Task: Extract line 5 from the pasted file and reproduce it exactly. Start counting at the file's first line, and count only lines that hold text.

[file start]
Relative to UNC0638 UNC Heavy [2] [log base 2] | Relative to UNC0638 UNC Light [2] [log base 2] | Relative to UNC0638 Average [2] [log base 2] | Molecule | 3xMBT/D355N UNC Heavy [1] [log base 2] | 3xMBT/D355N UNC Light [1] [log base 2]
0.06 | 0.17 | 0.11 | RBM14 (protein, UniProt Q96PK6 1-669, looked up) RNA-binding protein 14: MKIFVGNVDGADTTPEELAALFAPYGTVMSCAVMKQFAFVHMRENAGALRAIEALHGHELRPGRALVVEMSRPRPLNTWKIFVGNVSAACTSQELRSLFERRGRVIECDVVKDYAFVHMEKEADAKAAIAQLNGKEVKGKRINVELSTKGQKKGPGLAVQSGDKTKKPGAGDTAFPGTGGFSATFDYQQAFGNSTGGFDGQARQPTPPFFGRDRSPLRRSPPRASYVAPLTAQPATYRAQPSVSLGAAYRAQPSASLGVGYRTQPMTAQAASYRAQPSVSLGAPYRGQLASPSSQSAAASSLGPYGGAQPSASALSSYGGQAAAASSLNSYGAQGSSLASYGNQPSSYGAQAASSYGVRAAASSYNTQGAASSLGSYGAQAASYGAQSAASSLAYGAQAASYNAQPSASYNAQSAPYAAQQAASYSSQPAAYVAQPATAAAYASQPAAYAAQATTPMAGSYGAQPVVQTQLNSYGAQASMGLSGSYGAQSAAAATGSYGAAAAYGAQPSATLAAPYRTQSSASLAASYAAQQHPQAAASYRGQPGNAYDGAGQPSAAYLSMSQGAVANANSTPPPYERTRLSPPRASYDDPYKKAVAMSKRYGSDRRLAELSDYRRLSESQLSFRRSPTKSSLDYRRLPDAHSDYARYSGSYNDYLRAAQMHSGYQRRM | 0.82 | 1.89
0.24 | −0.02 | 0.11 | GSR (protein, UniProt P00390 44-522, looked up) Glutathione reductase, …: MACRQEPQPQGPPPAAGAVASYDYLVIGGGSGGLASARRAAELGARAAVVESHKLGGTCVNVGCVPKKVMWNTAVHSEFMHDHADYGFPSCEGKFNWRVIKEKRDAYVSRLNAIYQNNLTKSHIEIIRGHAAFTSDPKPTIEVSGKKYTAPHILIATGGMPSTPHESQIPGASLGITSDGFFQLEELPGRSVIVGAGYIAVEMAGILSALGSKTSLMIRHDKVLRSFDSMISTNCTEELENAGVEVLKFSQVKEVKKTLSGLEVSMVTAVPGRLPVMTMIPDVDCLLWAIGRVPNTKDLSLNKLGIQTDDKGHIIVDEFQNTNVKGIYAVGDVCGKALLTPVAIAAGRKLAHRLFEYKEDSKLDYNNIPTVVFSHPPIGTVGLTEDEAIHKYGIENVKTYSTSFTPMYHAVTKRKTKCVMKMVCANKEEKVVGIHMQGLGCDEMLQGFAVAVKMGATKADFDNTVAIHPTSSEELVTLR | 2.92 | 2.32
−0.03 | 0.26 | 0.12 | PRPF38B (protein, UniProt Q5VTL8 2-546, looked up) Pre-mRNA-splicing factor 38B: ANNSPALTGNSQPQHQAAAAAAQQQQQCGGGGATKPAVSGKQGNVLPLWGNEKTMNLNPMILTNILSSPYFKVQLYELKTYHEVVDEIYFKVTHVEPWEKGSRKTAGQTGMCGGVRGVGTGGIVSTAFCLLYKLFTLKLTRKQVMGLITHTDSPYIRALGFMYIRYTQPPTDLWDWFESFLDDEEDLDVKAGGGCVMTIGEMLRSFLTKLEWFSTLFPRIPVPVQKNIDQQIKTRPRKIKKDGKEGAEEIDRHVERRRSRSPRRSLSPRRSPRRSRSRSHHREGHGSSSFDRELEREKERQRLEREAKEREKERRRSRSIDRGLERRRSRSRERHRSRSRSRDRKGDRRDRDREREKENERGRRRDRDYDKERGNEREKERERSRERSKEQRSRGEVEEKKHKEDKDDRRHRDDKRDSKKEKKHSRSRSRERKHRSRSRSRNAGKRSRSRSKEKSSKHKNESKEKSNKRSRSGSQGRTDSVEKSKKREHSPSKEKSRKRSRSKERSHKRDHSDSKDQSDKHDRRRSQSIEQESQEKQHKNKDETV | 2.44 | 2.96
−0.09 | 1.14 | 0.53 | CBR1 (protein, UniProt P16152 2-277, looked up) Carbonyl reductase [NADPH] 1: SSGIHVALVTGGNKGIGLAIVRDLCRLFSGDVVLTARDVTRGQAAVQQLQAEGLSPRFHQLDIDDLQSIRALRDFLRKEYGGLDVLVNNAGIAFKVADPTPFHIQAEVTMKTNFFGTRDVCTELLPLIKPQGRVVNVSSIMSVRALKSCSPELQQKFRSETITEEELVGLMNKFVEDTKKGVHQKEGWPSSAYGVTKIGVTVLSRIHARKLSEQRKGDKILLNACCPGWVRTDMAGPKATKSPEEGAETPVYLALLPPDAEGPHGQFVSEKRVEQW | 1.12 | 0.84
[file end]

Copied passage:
−0.09 | 1.14 | 0.53 | CBR1 (protein, UniProt P16152 2-277, looked up) Carbonyl reductase [NADPH] 1: SSGIHVALVTGGNKGIGLAIVRDLCRLFSGDVVLTARDVTRGQAAVQQLQAEGLSPRFHQLDIDDLQSIRALRDFLRKEYGGLDVLVNNAGIAFKVADPTPFHIQAEVTMKTNFFGTRDVCTELLPLIKPQGRVVNVSSIMSVRALKSCSPELQQKFRSETITEEELVGLMNKFVEDTKKGVHQKEGWPSSAYGVTKIGVTVLSRIHARKLSEQRKGDKILLNACCPGWVRTDMAGPKATKSPEEGAETPVYLALLPPDAEGPHGQFVSEKRVEQW | 1.12 | 0.84